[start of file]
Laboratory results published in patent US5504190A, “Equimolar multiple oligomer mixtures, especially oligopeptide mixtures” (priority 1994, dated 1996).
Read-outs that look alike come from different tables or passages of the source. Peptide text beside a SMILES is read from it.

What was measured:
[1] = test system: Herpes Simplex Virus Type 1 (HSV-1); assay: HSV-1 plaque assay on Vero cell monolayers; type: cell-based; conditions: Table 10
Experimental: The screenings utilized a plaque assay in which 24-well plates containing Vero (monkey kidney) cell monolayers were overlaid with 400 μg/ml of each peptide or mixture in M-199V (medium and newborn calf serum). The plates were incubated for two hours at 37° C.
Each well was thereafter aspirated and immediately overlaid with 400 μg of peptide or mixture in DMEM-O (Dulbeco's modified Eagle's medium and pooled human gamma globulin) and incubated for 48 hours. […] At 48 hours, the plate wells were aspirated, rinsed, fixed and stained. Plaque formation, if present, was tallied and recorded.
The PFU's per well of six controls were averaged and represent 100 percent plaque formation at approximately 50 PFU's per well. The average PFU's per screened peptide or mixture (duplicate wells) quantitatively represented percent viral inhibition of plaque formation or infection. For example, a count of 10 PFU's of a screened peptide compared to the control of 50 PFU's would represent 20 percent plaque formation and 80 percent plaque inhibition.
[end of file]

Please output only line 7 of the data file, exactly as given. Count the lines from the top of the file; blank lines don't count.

The PFU's per well of six controls were averaged and represent 100 percent plaque formation at approximately 50 PFU's per well. The average PFU's per screened peptide or mixture (duplicate wells) quantitatively represented percent viral inhibition of plaque formation or infection. For example, a count of 10 PFU's of a screened peptide compared to the control of 50 PFU's would represent 20 percent plaque formation and 80 percent plaque inhibition.